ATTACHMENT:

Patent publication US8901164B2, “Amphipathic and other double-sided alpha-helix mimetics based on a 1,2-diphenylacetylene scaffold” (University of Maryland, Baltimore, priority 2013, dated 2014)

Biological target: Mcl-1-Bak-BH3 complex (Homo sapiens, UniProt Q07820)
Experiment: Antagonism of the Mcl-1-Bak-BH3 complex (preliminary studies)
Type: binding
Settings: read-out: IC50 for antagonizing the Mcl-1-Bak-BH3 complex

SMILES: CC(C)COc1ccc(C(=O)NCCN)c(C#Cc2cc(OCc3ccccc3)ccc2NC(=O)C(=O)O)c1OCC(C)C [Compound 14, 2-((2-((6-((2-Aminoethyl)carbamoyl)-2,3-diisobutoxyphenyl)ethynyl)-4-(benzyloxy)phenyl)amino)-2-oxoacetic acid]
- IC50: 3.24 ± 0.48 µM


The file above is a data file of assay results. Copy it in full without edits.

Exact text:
Patent publication US8901164B2, “Amphipathic and other double-sided alpha-helix mimetics based on a 1,2-diphenylacetylene scaffold” (University of Maryland, Baltimore, priority 2013, dated 2014)

Biological target: Mcl-1-Bak-BH3 complex (Homo sapiens, UniProt Q07820)
Experiment: Antagonism of the Mcl-1-Bak-BH3 complex (preliminary studies)
Type: binding
Settings: read-out: IC50 for antagonizing the Mcl-1-Bak-BH3 complex

SMILES: CC(C)COc1ccc(C(=O)NCCN)c(C#Cc2cc(OCc3ccccc3)ccc2NC(=O)C(=O)O)c1OCC(C)C [Compound 14, 2-((2-((6-((2-Aminoethyl)carbamoyl)-2,3-diisobutoxyphenyl)ethynyl)-4-(benzyloxy)phenyl)amino)-2-oxoacetic acid]
- IC50: 3.24 ± 0.48 µM